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India: Ford ad, featuring women bound, gagged, sparks controversy

A print advertisement for the Ford Figo in India has stirred controversy after depicting women bound and gagged in the trunk.

The ad also features the former Italian Prime Minister Silvio Berlusconi driving the vehicle with a smirk on his face.

See the picture here.

Presumably, the automaker was hoping to capitalize on anti-Italy sentiment in India while illustrating that the car has a lot of trunk space.

"Leave your worries behind with Figo's extra-large boot," it reads.

But Ford misjudged the country's new sensitivity to violence against women, especially in the wake of a much publicized gang-rape trial.

After critics labeled the ad distasteful and misogynistic, Ford issued an apology.

"We deeply regret this incident and agree with our agency partners that it should have never happened," Ford said in a statement.

"The posters are contrary to the standards of professionalism and decency within Ford and our agency partners."

GlobalPost senior correspondent in India, Jason Overdorf, says that Ford's apology seems to have done the trick.

"That's not too surprising, however," he said, "India's now notorious thin skin is really limited to political interest groups vying for power, such as Hindu conservatives who take offense to MF Hussain's nude paintings or Islamic conservatives who take exception to Salman Rushdie being invited to speak at a literary festival."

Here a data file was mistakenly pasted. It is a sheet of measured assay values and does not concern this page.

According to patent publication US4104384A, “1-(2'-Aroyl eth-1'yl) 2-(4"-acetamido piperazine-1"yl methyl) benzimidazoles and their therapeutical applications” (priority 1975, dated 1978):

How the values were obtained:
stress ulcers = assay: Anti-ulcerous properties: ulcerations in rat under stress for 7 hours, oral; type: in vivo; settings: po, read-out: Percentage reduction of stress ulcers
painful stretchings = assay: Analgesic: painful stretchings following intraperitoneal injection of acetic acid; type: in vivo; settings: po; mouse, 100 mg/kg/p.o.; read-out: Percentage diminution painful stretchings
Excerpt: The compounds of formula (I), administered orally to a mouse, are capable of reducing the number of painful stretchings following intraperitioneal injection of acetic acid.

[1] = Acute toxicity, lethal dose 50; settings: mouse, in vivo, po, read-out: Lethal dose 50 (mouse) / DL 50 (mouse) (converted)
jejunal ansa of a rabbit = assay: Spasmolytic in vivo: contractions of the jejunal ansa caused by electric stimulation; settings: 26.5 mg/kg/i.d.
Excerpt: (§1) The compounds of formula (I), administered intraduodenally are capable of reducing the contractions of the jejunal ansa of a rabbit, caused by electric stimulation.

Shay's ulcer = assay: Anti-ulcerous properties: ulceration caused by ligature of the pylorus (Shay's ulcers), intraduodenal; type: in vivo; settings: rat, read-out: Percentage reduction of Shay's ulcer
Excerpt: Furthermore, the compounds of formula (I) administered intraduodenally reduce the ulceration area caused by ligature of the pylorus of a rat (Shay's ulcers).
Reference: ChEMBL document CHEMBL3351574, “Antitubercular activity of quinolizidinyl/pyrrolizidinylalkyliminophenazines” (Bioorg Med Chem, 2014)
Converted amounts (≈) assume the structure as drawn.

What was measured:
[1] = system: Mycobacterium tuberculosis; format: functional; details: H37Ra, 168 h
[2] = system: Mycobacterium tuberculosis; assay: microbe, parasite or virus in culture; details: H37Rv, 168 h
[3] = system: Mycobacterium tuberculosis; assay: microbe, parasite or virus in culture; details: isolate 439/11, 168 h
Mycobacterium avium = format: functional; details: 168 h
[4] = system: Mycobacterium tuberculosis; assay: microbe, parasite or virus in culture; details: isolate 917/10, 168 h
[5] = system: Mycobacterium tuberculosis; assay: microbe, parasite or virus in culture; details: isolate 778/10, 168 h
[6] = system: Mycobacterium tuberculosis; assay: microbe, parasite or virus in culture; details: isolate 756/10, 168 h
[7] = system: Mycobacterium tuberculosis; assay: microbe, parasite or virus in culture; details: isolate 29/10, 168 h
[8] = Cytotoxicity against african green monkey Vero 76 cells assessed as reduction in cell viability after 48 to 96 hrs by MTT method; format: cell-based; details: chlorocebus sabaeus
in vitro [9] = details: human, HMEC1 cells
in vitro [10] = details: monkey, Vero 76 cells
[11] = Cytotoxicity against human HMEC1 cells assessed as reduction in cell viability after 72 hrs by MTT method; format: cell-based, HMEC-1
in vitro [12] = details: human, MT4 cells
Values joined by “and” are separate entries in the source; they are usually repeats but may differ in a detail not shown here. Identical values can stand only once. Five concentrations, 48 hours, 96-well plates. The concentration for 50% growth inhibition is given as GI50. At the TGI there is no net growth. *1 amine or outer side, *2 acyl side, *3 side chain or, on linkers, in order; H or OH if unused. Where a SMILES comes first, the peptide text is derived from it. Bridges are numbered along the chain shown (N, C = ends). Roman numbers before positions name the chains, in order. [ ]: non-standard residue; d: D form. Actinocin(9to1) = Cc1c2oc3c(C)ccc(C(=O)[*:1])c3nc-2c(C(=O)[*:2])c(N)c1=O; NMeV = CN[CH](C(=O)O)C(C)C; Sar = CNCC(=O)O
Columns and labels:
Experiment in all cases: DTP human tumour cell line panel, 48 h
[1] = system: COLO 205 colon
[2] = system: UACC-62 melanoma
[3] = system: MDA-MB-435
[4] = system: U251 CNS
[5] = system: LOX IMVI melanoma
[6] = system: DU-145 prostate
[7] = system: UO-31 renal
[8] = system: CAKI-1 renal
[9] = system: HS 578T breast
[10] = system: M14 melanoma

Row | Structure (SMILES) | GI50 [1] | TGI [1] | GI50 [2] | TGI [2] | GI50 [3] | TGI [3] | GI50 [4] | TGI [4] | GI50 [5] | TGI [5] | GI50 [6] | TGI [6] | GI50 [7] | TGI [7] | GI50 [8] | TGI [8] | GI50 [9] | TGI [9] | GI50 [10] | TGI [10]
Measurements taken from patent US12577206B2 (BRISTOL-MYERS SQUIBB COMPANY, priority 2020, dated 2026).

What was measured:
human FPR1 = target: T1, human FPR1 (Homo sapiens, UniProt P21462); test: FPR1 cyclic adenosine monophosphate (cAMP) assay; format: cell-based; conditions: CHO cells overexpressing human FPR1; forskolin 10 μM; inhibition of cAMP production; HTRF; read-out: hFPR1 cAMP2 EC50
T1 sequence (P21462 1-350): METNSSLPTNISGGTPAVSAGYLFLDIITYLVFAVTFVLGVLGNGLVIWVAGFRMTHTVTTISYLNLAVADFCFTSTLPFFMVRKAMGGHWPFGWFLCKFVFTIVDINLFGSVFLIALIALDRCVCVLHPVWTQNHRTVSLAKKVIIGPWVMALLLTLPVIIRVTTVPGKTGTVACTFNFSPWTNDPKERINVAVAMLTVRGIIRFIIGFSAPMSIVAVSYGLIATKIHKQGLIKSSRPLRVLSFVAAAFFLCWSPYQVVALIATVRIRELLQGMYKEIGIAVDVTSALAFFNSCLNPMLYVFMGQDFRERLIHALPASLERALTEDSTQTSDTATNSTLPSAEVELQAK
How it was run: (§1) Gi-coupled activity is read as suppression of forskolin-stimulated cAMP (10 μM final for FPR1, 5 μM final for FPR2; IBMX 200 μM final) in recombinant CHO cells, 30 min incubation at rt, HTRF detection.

The fact that Ford was compelled to issue an apology for the ad in the first place suggests that "women" are emerging as such a political interest group, Overdorf says.

"But the fact that the furor was so easily quieted suggests that the grouping is too diverse, with too many different interests, to emerge as a potent force in the angling for patronage that defines Indian politics," he said.

The Berlusconi ad is one of three similar ads.

The others feature Michael Schumacher with three of his rivals stuffed in the trunk and Paris Hilton driving with the Kardashian sisters bound in the trunk.

Jason Overdorf contributed to this report from New Delhi.

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